Congress has thumbed its nose at everybody else as it has created laws that benefit its members. Campaign finance reform comes to mind. Members of Congress accept pay raises despite the 27th Amendment, which says, “No law, varying compensation for the services of the Senators and Representatives, shall take effect, until the election of Representatives shall have intervened.”

For years, we’ve heard about this privilege or that privilege as members of all branches have tried to stay above the law. It’s time those who make the laws understand that they are bound to follow them.

I am also offended that Bruce Fein would equate Christ’s action in driving the money changers out of His Father’s temple to the raid on Mr. Jefferson’s office. Maybe that is part of the problem. As a Beltway insider, Mr. Fein has become too enamored of those who govern. They’re no different from any other citizen — bound to follow our nation’s laws, just like everybody else.

Come November, maybe the voters will teach some of the high and mighty that they are neither.



The abortion lobby and parental rights

Polls show that four of five Americans support a law requiring that at least one parent be told before a girl under 18 years of age could have an abortion. That’s why it’s amazing that any U.S. senator would persist in political plots to block the Child Custody Protection Act, which passed with overwhelming bipartisan majorities in both the House and Senate (“Senate approves parental consent,” Page 1, Wednesday).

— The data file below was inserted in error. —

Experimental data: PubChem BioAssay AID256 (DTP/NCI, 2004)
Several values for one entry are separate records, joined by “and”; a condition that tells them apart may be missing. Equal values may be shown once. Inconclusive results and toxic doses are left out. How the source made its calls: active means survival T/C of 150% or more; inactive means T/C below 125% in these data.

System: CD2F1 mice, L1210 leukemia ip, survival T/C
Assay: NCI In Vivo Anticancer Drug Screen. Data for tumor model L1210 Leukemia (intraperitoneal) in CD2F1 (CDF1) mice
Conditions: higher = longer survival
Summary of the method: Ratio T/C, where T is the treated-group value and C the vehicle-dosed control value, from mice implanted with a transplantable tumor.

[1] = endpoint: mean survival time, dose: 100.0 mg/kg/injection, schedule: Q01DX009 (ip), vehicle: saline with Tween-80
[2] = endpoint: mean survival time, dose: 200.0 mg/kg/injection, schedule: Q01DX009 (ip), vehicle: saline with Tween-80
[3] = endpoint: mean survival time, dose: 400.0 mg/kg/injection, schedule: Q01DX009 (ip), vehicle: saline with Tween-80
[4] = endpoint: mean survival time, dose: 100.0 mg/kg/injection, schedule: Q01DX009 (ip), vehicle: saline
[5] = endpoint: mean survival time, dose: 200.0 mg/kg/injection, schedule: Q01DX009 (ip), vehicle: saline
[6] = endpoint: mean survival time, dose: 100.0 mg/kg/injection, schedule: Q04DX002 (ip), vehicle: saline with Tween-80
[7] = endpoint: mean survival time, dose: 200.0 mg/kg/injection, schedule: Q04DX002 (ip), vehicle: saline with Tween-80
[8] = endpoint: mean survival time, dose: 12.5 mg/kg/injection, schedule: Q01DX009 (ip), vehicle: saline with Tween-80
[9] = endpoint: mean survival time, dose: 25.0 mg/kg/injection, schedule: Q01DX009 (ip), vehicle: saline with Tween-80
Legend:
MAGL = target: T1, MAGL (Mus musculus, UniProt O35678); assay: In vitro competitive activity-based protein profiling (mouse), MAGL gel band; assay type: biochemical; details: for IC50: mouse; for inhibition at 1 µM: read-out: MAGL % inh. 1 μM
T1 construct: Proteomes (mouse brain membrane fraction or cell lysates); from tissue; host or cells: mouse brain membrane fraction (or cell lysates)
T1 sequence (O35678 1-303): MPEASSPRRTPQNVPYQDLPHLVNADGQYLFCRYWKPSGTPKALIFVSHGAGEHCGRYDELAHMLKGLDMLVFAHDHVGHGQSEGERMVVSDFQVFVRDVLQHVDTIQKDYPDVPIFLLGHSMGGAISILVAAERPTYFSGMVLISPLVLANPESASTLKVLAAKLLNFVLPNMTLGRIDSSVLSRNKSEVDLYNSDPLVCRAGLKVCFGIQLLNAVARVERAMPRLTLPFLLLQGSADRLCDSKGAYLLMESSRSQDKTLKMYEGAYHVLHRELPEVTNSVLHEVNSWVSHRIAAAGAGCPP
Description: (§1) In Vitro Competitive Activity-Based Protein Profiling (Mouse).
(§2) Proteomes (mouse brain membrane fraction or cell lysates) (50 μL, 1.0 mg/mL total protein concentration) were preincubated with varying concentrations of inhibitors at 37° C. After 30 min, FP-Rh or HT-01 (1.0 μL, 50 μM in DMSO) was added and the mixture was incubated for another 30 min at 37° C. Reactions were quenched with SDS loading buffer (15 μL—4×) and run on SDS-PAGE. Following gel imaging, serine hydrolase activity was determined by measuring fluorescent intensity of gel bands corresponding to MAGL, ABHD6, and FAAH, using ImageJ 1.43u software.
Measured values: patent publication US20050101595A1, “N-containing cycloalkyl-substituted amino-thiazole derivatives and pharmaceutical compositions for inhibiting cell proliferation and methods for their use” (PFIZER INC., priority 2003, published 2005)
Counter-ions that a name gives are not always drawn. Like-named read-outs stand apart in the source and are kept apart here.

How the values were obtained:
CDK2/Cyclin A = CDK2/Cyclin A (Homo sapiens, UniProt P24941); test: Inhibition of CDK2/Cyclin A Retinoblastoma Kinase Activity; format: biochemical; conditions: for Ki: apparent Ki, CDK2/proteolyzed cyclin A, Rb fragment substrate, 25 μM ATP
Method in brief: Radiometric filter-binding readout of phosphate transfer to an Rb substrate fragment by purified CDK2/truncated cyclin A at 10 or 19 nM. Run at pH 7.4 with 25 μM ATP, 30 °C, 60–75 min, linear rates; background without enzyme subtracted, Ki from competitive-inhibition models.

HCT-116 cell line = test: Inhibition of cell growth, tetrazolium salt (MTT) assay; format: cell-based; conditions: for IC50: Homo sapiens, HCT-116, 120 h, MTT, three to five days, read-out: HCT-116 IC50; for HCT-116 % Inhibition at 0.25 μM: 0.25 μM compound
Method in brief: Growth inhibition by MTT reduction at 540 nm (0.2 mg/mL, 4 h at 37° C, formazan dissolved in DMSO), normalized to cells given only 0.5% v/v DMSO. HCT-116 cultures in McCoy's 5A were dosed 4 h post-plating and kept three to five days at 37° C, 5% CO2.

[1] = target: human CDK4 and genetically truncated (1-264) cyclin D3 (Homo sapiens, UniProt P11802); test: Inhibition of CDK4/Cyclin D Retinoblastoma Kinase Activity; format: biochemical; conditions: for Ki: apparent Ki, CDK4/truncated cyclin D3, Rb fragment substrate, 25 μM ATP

The bill would prevent boyfriends, rapists, abortion activists and anyone else from transporting a girl who is a minor from a state that requires parental consent or notification of abortion to a state without such laws for the purpose of obtaining an abortion.

It would have prevented the tragedy recently described by a Lancaster, Pa., mother to a congressional committee. Marcia Carroll testified that the parents of her daughter’s boyfriend took her daughter to a New Jersey facility for an abortion without Mrs. Carroll’s knowledge and then refused to take her daughter home until she had the abortion.

After the decisive Senate passage on Tuesday, with 14 Democrats voting for the bill, the Democratic Caucus moved to effectively kill the bill by objecting to the routine procedure of sending the bill to a conference committee to reconcile the House and Senate versions of the bill.

“This is [Senate Majority Leader Bill] Frist’s ‘to-do’ list for the campaign,” complained Sen. Richard J. Durbin, Illinois Democrat.

It’s hard to believe that merely preventing an opponent’s political advantage would justify, in Mr. Durbin’s mind, trampling the expressed values of four of five Americans on life-and-death matters affecting their children.

No doubt Mr. Durbin adds to that transparently Machiavellian motivation a penchant to please the amply funded abortion lobby; he has staked his own political fortunes on advancing abortion.

If the cabal of pro-abortion senators led by Mr. Durbin persists in maneuvers to kill this popularly mandated and duly passed bill, perhaps it’s time to transport them across state lines — and let them hear from their own constituents why parents have a right to help guide their daughters’ futures.


Senior policy analyst

Christian Medical Association

Ashburn, Va.